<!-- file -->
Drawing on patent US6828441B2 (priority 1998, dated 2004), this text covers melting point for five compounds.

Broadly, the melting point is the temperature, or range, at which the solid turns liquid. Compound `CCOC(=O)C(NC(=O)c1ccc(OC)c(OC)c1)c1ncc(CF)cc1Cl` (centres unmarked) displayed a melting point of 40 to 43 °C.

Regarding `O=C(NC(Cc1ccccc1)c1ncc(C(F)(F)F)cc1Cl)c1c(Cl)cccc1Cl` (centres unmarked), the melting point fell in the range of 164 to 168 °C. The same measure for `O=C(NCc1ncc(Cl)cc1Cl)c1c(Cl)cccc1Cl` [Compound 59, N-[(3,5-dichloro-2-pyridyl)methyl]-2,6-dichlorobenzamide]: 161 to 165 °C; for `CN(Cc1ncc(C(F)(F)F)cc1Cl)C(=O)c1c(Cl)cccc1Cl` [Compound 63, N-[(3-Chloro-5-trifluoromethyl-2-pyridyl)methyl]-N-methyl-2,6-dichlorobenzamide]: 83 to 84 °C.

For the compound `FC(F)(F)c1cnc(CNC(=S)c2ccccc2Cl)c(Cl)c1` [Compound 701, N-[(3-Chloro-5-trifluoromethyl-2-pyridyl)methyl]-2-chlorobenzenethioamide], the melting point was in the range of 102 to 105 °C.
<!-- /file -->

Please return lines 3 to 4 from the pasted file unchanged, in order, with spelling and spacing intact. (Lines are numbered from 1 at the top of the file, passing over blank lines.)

Regarding `O=C(NC(Cc1ccccc1)c1ncc(C(F)(F)F)cc1Cl)c1c(Cl)cccc1Cl` (centres unmarked), the melting point fell in the range of 164 to 168 °C. The same measure for `O=C(NCc1ncc(Cl)cc1Cl)c1c(Cl)cccc1Cl` [Compound 59, N-[(3,5-dichloro-2-pyridyl)methyl]-2,6-dichlorobenzamide]: 161 to 165 °C; for `CN(Cc1ncc(C(F)(F)F)cc1Cl)C(=O)c1c(Cl)cccc1Cl` [Compound 63, N-[(3-Chloro-5-trifluoromethyl-2-pyridyl)methyl]-N-methyl-2,6-dichlorobenzamide]: 83 to 84 °C.

For the compound `FC(F)(F)c1cnc(CNC(=S)c2ccccc2Cl)c(Cl)c1` [Compound 701, N-[(3-Chloro-5-trifluoromethyl-2-pyridyl)methyl]-2-chlorobenzenethioamide], the melting point was in the range of 102 to 105 °C.